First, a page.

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Idea, ideas - the creative process

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Post January 30th, 2014, 10:40 pm

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Seeing many of these cool designs out there, I thought I'd start a thread on the whole creative process we all go through when creating a track. What are some of the thought processes you all go through before you place that first node? Do you grab a pen and paper and doodle out a concept/layout? Do you watch a bunch of POVs to get inspiration? Do you do design something "on the fly" (as in blindly make up a layout as you go along)?

What I think could be a good practice I should really do...

Concept: Usually happens when I either see a random coaster that sparks my interest or somebody tells me that "You should make this ride"

Brainstorm: How can I pull off a similar ride while being unique? Do I want it to be full of twists and inversions, an airtime machine, or both? Once decided what I really want to accomplish and what manufacturer coaster to use, I go to the next step...

Research: I'll hop on Youtube, check out POVs of certain coasters from...let's say, Mack Rides as example. I'll look for traits they have in common and get a feel of what the ride delivers.

Layout: This is where I should actually stop and do this step...often I skip it. This involves going to the basics, grab my notepad, pen and start doodling away. After all, I can't really keep an idea entirely in my head. Unfortunately, a lot of cool ideas I get are done on the fly and ultimately get "creator's block" after the MCBR...not knowing how to finish out the ride.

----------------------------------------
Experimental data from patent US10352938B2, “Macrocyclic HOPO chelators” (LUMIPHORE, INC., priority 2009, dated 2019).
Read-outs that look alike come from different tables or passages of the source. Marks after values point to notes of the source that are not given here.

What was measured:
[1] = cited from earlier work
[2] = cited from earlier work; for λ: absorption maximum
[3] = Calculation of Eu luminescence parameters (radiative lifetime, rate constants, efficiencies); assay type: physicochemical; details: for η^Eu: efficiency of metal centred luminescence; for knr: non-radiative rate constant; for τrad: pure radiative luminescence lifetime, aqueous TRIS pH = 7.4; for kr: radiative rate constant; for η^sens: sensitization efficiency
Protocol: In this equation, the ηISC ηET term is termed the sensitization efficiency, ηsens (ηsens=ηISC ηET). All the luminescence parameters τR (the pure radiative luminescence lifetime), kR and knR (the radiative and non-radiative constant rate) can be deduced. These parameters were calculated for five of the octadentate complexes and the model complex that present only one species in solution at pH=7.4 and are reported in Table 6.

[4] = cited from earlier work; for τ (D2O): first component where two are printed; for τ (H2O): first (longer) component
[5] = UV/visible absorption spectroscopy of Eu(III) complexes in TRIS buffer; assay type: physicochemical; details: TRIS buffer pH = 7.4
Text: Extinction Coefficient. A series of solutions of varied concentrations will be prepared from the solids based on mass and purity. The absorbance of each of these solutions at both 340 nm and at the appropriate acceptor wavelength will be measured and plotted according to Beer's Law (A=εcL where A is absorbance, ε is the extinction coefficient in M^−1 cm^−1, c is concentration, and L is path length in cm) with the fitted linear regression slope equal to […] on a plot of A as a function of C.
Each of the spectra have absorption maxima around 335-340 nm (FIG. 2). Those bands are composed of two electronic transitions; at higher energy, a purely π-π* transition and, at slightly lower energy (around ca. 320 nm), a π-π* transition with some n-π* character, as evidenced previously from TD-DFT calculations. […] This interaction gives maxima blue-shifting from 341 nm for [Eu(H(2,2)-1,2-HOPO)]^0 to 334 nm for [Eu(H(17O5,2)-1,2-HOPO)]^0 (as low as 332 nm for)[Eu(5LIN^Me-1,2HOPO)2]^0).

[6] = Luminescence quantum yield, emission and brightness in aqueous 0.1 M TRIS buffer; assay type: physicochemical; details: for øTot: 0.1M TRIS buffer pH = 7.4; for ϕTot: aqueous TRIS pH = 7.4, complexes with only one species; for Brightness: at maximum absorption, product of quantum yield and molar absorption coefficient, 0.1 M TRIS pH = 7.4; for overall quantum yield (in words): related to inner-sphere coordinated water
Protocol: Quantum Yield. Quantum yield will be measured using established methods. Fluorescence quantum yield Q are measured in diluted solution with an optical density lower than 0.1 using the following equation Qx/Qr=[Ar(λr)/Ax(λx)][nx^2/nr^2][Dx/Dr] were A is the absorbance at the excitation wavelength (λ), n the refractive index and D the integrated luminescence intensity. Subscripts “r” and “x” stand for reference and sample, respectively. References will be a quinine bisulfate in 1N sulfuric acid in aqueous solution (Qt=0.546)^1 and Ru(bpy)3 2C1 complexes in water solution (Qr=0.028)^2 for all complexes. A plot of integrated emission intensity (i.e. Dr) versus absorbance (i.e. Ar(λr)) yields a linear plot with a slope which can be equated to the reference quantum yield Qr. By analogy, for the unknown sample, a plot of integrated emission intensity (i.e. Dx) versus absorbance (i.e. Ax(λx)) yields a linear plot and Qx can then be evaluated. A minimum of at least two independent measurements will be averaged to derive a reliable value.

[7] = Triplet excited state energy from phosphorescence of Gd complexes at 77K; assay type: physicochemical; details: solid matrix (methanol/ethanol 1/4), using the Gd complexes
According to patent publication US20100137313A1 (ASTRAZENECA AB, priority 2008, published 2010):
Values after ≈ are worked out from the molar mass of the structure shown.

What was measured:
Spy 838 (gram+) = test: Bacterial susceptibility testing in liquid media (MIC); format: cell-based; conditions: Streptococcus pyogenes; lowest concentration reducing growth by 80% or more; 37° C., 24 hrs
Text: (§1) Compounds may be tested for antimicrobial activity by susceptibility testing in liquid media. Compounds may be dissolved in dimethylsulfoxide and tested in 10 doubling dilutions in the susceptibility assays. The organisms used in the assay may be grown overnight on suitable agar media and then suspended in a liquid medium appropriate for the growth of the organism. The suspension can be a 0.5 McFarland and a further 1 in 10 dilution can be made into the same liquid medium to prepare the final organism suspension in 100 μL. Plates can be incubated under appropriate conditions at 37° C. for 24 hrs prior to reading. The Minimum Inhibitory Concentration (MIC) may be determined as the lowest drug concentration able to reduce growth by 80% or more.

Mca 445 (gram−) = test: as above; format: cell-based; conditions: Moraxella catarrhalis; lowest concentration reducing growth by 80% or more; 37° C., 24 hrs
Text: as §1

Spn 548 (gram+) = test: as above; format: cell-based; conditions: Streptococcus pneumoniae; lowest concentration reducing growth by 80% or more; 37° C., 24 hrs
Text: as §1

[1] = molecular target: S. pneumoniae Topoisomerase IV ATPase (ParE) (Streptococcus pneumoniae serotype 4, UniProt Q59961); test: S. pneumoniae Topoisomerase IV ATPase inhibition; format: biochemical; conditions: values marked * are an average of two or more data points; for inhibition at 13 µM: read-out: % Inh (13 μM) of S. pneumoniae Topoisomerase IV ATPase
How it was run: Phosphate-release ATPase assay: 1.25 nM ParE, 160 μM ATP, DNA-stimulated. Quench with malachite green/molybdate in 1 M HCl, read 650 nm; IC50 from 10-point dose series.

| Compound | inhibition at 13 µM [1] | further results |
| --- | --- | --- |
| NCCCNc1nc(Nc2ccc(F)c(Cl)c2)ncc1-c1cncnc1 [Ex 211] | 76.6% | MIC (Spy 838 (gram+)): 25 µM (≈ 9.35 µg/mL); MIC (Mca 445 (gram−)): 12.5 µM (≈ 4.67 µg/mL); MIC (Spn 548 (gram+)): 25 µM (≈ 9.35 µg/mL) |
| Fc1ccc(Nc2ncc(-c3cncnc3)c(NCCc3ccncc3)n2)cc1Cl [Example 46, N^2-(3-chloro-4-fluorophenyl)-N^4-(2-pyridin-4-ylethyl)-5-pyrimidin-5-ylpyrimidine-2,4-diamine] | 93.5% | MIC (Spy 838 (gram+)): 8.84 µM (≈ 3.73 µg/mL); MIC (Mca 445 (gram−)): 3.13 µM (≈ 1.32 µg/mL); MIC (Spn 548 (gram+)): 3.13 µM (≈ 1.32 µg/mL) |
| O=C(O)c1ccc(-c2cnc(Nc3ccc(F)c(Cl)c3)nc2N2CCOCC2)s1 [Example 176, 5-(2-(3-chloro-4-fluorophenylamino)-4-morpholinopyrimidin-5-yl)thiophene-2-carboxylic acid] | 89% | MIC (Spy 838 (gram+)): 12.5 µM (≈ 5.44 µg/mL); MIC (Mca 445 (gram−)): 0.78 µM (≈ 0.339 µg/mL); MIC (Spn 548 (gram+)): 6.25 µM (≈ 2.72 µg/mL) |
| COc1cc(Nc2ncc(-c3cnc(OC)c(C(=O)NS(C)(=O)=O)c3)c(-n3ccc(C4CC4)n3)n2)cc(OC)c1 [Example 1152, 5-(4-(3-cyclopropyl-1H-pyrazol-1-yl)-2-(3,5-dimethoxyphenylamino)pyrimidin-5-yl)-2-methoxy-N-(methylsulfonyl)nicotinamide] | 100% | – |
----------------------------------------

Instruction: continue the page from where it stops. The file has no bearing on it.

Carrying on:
And finally....Production: Pretty self explanatory, I start placing nodes/vertices, and test out the coaster. If it is going to involve theming, I typically test out a few things, create some supports just to get a feel of what's happening.

So, just out of curiosity, what do all of you do?
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Post January 30th, 2014, 11:11 pm

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I've developed a list in my head of rides I want to make. I just do whatever I want to do and then get inspired after I make it generally If I really enjoy it..

Post June 18th, 2014, 3:21 am

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I design more on the fly. Seeing where forces and velocity are and then what I can do from there. I don't really look at manufacturers for my designs, I usually go for ride experience over designer and do my own thing.

The most I look at videos and pics for are supports. My biggest weakness

Post June 18th, 2014, 3:37 am
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Tend to sketch them out on a piece of paper then never get round to transferring them to NL haha.
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Post June 18th, 2014, 4:05 am
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My design process is exactly as mkingy's.